While the battle was won one year ago, the war still remains. Eradicating social prejudice, fighting religious morality, and guaranteeing the right of civil union still remain a distant dream. Even worrying are surveys in several media, indicating a large number of young Indians are growing up to be bigoted and homophobes.
However, amidst the gloom, is the glimmer of hope – of a better tomorrow, of living life on our own terms, of a progressive ‘heaven of freedom’ that the Bard imagined India would be.
To commemorate the momentous first anniversary of ‘Azaadi’ here’s sharing five LGBT-themed Indian books you must not miss:
The Scent of God – Saikat Majumder
Set in a boarding school run by a sect of monks in West Bengal, this novel is a ‘coming of age’ story of two boys. Anirban and Kajol are at the cusp of adolescence, and their stay at the boarding school lead to self-discovery, and a deep bond of love between them. The novel is also a socio-political commentary of the times it is set in, which make it more relatable. The narrative wins you over as the lines between spiritualism and physical love blur, sending across the message the divine resides in love.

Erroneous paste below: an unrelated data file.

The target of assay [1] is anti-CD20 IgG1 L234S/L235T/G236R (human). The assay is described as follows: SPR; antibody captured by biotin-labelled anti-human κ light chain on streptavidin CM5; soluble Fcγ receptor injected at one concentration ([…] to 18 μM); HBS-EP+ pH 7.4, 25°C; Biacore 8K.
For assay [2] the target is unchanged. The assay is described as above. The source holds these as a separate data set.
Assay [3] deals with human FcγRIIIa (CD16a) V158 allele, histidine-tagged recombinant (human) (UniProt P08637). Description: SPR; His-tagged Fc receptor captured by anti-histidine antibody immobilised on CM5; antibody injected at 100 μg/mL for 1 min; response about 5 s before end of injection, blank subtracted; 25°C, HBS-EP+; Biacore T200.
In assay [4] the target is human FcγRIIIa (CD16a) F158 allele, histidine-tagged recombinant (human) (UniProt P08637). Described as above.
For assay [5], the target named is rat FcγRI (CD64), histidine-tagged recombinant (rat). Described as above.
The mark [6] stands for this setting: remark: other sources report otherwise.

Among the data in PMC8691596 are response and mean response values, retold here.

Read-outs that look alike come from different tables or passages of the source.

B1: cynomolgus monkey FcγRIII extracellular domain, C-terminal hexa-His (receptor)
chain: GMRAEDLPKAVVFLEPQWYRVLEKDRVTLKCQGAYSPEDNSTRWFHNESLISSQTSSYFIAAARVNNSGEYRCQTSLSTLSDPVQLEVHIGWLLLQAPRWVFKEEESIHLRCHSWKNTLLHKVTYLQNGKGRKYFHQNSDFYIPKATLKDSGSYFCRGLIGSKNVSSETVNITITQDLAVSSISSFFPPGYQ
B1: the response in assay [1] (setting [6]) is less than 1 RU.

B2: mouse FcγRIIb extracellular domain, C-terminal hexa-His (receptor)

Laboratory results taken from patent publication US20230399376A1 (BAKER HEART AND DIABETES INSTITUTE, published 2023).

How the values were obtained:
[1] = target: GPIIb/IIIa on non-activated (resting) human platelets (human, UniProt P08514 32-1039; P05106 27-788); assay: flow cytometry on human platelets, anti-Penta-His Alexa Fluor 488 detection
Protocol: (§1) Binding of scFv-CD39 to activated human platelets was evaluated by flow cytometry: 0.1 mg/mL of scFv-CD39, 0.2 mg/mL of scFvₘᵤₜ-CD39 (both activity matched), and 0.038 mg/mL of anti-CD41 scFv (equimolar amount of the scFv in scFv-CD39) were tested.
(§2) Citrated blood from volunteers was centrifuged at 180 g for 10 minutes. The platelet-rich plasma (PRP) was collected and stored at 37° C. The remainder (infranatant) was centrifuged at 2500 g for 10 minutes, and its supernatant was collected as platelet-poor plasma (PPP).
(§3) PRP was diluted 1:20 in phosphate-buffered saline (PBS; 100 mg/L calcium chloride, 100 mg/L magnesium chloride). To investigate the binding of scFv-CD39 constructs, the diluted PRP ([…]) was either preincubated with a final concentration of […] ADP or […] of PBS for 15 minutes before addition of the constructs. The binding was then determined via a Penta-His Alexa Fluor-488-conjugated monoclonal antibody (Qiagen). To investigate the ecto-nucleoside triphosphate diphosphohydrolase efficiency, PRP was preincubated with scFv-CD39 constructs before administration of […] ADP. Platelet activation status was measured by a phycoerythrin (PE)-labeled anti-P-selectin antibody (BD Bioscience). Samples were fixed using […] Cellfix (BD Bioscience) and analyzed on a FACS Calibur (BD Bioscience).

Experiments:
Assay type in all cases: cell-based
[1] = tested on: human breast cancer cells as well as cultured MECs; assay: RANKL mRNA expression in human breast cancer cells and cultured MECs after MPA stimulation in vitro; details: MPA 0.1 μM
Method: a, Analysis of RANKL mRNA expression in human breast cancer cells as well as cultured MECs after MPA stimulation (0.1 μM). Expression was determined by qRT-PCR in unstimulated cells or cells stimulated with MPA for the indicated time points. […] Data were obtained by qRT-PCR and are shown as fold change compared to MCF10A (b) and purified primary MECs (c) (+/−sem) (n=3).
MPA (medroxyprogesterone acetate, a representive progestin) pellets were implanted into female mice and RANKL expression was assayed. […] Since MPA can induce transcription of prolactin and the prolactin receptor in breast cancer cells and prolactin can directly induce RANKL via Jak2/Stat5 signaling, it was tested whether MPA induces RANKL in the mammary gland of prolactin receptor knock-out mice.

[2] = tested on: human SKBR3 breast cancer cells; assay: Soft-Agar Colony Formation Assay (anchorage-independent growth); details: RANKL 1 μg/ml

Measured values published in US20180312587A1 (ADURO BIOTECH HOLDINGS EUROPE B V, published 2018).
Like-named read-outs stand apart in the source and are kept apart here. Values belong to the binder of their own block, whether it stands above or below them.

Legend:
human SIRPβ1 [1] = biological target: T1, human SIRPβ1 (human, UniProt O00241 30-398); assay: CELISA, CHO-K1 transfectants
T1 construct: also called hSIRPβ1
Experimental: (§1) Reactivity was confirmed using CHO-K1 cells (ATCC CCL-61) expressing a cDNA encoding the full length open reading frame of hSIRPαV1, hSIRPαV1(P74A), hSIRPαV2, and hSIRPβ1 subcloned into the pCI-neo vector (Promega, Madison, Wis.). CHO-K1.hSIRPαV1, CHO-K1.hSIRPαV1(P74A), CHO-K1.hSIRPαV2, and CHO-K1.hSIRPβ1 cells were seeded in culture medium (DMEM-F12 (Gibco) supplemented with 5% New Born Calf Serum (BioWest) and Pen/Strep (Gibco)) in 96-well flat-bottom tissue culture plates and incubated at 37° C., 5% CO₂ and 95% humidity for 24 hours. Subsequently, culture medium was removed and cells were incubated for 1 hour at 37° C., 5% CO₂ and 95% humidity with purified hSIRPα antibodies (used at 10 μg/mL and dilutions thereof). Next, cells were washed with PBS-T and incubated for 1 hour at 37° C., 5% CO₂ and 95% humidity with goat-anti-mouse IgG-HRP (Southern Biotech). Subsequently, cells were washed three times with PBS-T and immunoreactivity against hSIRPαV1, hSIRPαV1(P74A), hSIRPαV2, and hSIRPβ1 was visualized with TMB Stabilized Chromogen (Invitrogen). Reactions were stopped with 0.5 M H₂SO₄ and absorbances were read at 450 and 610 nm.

The Carpet Weaver – Nemat Sadat
The book, a first by Nemat Sadat, deals with love between two men, set in the backdrop of religious intolerance and political conflicts in Afghanistan. Kanishka Nurzada, the son of a prominent carpet seller, falls in love with his friend, Maihan. Their love blossoms, hidden from the world, as times worsen – politically as well as for their relationship. Kanishka is forced to leave the country with his mother and sisters, even as he yearns for his love. Sadat’s writing is impactful, which makes this a compelling read. But he is no Khaled Hossaini, and the empathy one feels for an immigrant, forced out of his country, is left void. It is also a celebration of life and the innate human instinct of survival against all odds.